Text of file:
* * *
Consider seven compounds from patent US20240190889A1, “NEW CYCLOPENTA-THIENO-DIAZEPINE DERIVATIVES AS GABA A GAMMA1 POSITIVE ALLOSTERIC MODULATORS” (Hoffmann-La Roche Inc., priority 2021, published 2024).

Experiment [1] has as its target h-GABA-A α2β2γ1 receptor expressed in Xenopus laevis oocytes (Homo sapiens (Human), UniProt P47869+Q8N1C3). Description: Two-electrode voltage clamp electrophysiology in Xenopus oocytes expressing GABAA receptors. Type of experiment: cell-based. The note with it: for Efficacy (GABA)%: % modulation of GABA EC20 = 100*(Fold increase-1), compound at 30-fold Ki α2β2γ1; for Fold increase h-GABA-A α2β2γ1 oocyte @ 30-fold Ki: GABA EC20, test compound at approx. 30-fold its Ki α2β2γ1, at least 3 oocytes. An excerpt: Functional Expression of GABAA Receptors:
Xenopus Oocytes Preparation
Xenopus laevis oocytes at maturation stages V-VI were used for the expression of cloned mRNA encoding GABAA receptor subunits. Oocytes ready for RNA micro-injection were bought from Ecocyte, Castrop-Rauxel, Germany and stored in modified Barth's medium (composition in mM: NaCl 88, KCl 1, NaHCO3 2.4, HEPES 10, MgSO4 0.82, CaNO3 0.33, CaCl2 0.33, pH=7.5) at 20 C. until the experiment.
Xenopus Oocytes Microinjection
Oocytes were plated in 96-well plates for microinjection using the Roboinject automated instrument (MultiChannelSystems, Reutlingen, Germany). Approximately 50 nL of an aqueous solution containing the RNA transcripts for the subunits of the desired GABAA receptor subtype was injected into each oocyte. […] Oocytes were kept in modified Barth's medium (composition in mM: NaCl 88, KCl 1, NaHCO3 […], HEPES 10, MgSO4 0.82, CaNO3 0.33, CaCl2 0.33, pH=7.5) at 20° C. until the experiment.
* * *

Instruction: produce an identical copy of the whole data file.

Consider seven compounds from patent US20240190889A1, “NEW CYCLOPENTA-THIENO-DIAZEPINE DERIVATIVES AS GABA A GAMMA1 POSITIVE ALLOSTERIC MODULATORS” (Hoffmann-La Roche Inc., priority 2021, published 2024).

Experiment [1] has as its target h-GABA-A α2β2γ1 receptor expressed in Xenopus laevis oocytes (Homo sapiens (Human), UniProt P47869+Q8N1C3). Description: Two-electrode voltage clamp electrophysiology in Xenopus oocytes expressing GABAA receptors. Type of experiment: cell-based. The note with it: for Efficacy (GABA)%: % modulation of GABA EC20 = 100*(Fold increase-1), compound at 30-fold Ki α2β2γ1; for Fold increase h-GABA-A α2β2γ1 oocyte @ 30-fold Ki: GABA EC20, test compound at approx. 30-fold its Ki α2β2γ1, at least 3 oocytes. An excerpt: Functional Expression of GABAA Receptors:
Xenopus Oocytes Preparation
Xenopus laevis oocytes at maturation stages V-VI were used for the expression of cloned mRNA encoding GABAA receptor subunits. Oocytes ready for RNA micro-injection were bought from Ecocyte, Castrop-Rauxel, Germany and stored in modified Barth's medium (composition in mM: NaCl 88, KCl 1, NaHCO3 2.4, HEPES 10, MgSO4 0.82, CaNO3 0.33, CaCl2 0.33, pH=7.5) at 20 C. until the experiment.
Xenopus Oocytes Microinjection
Oocytes were plated in 96-well plates for microinjection using the Roboinject automated instrument (MultiChannelSystems, Reutlingen, Germany). Approximately 50 nL of an aqueous solution containing the RNA transcripts for the subunits of the desired GABAA receptor subtype was injected into each oocyte. […] Oocytes were kept in modified Barth's medium (composition in mM: NaCl 88, KCl 1, NaHCO3 […], HEPES 10, MgSO4 0.82, CaNO3 0.33, CaCl2 0.33, pH=7.5) at 20° C. until the experiment.